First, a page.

Book Review: Nebula Award Stories Six Edited by Clifford D. Simak

Reading this book fascinated me on several levels. First of all, it’s an old Pocket Book edition that retailed when it came out in 1972 for 95 cents. I bought it in excellent condition at a science fiction convention for one dollar. It’s a slim volume that fits comfortably in the inside pocket of my jacket; they don’t make them like that anymore.

Additionally, the book brought a great feeling of nostalgia. I was nineteen years old when it came out and just beginning to explore the many wonders of science fiction and fantasy and basking in the realization that my life’s work was to be a writer. The following year I would attend the 1973 Clarion West Writer’s Workshop after having just turned twenty. I’m sure I read this book back then; I devoured all the Nebula Awards volumes I could find at the local library.

All the stories in the book are at least entertaining and at most masterful. It’s not what I would consider one of the best Nebula volumes, but it has some good material. Theodore Sturgeon’s “Slow Sculpture” is a very carefully written, nuanced piece of work.

In the early 1970s, the New Wave, epitomized by the works of Roger Zelazny, Samuel Delany, Harlan Ellison, Ursula Le Guin, and others, was pounding furiously on traditional science fiction’s shores. The groundbreaking anthology Dangerous Visions edited by Harland Ellison had recently been published. The field was split between traditionalists who abhorred the new freedoms in subject matter, style, and sexual explicitness and new voices who celebrated the opportunities for openness of artistic expression. This volume, I think, leans towards the traditional after a New Wave sweep of the Nebulas the year before. “Slow Sculpture” and “Ill Met in Lankhmar” by Fritz Leiber, a fantasy novella, the two winners, represent traditional approaches to storytelling.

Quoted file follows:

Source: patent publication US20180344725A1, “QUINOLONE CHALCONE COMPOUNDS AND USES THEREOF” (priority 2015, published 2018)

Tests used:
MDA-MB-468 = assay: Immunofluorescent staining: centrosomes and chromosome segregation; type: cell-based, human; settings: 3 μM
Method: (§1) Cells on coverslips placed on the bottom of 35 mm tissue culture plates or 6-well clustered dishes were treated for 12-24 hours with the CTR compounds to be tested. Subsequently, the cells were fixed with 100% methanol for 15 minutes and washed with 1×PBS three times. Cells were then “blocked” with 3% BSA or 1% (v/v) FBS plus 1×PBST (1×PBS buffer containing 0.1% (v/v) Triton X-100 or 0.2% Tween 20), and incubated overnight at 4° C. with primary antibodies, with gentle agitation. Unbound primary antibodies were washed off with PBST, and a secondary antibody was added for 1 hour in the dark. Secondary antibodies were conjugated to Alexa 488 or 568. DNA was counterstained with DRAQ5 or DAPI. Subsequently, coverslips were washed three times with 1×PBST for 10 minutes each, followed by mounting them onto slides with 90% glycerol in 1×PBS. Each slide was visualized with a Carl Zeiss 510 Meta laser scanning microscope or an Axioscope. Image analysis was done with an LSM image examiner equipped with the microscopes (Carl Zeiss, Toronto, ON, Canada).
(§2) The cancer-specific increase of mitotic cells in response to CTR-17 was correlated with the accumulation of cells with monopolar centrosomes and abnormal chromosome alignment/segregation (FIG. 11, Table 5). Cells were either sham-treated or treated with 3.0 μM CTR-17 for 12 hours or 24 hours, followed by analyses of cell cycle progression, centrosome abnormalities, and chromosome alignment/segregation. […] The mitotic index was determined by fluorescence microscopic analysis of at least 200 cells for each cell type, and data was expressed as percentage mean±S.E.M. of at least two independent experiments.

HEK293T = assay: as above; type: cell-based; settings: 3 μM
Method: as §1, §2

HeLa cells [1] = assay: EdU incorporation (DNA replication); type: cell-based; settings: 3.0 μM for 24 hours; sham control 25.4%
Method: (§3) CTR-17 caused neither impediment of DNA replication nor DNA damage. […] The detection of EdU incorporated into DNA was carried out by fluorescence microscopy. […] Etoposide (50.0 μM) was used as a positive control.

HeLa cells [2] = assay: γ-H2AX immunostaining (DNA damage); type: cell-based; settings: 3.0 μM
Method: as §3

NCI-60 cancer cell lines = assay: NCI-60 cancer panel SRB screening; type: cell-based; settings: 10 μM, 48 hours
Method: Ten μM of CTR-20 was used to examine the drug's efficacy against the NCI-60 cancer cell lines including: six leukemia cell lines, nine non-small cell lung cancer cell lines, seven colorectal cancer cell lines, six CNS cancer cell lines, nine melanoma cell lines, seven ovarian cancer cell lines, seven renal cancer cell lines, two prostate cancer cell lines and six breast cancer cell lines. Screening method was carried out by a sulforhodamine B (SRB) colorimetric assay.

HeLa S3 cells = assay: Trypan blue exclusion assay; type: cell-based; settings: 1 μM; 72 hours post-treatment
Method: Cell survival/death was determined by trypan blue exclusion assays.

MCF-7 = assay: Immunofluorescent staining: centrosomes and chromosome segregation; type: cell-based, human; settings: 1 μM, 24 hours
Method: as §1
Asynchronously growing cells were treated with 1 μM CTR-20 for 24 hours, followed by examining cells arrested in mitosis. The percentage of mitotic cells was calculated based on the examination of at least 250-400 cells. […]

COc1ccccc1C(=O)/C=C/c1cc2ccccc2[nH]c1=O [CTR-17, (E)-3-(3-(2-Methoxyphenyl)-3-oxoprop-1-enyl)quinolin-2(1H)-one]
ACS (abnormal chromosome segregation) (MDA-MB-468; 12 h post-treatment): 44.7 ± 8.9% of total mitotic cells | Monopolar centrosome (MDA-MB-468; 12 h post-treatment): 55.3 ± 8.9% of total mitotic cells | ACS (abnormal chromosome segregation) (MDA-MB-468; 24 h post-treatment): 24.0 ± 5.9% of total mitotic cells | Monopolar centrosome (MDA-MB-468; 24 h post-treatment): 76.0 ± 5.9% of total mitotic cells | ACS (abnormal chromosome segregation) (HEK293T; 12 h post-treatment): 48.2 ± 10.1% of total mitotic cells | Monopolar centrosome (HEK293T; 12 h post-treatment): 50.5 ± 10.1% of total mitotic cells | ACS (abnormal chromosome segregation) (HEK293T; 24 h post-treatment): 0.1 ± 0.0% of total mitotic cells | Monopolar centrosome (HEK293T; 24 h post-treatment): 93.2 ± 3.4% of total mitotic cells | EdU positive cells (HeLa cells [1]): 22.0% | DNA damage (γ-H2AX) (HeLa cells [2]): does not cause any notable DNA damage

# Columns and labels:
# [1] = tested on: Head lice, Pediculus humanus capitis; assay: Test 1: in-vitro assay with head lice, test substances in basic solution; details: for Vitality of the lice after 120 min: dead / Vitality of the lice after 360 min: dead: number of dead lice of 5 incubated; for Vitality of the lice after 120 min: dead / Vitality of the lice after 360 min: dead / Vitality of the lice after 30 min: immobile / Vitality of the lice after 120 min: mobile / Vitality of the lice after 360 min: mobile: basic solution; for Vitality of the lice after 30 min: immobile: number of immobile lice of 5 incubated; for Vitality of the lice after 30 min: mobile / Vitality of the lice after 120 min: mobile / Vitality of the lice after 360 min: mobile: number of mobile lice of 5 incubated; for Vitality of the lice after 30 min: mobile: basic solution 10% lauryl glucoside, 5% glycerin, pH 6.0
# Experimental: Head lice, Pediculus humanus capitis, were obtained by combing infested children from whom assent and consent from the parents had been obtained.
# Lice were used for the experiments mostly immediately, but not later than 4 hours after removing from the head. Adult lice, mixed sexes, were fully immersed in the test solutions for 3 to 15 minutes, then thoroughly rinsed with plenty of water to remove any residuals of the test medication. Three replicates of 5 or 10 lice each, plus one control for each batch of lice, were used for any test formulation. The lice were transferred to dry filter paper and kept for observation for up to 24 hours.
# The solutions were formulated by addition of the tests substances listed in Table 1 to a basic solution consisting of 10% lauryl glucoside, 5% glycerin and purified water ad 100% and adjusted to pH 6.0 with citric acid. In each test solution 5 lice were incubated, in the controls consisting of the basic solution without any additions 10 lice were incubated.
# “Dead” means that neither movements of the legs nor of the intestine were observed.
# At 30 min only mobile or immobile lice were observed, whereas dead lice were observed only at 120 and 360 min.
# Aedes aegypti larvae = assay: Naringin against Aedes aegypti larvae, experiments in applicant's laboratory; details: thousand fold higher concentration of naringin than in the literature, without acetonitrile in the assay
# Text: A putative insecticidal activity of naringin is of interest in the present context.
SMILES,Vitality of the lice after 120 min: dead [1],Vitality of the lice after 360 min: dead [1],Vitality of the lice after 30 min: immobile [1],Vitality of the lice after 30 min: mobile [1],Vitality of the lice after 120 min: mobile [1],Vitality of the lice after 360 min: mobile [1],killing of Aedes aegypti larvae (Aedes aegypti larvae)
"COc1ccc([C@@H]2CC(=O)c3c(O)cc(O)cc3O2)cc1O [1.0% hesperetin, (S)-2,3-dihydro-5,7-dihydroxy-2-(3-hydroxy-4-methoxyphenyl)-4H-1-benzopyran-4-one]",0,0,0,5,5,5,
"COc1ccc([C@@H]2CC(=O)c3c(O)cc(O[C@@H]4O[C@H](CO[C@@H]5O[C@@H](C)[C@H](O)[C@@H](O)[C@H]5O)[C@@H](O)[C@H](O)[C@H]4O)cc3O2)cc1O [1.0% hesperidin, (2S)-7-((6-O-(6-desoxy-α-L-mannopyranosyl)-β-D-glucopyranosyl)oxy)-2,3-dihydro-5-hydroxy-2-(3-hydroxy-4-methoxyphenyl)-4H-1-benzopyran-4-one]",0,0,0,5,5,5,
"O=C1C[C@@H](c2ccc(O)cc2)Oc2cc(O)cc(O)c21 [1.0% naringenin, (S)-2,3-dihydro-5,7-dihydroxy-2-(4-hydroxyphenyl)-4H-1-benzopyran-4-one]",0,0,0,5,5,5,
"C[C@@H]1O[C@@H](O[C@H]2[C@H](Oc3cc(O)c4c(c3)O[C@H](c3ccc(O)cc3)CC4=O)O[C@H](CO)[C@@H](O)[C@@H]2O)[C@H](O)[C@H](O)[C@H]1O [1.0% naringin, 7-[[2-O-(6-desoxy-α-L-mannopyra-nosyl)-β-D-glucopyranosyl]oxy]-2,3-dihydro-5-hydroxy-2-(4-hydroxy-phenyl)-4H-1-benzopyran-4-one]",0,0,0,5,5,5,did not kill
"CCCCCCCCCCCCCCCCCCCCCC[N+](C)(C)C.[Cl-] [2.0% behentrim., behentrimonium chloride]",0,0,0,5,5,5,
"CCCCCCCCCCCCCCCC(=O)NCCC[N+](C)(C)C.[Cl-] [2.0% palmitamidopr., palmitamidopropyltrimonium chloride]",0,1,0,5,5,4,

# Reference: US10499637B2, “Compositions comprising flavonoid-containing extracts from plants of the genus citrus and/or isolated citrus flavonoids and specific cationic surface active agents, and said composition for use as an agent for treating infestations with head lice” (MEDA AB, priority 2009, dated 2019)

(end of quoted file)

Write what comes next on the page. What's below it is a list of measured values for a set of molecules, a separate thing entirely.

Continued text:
This year was the first and only year that no award was given in the short story category. Three short stories are presented in this volume, and any one of them might have won. In fact, the toastmaster Isaac Asimov mistakenly announced that Gene Wolfe won the award. I have always felt that not giving out an award that year was a shameful mistake. The award is given to the best story of the year, not the best story as compared with other years. One of the writers who were nominated should have won it. I have since read many Nebula Award winning stories, and a number of them were inferior to the stories that were nominated but did not win in 1970. I can’t help but think that there were some elements of the New Wave struggle involved in the decision. Stories from Damon Knight’s anthologies Orbit 6 and Orbit 7 dominated the short fiction nominations that year; in fact, six out of the seven short story nominees were from Orbit. Was the voting of “no award” a reaction to the predominance of New Wave selections? Who knows now, almost five decades later? Suffice it to say that I hope that Nebula voters never again make the same mistake of voting “no award” in any categories and thus disappointing the nominated authors.

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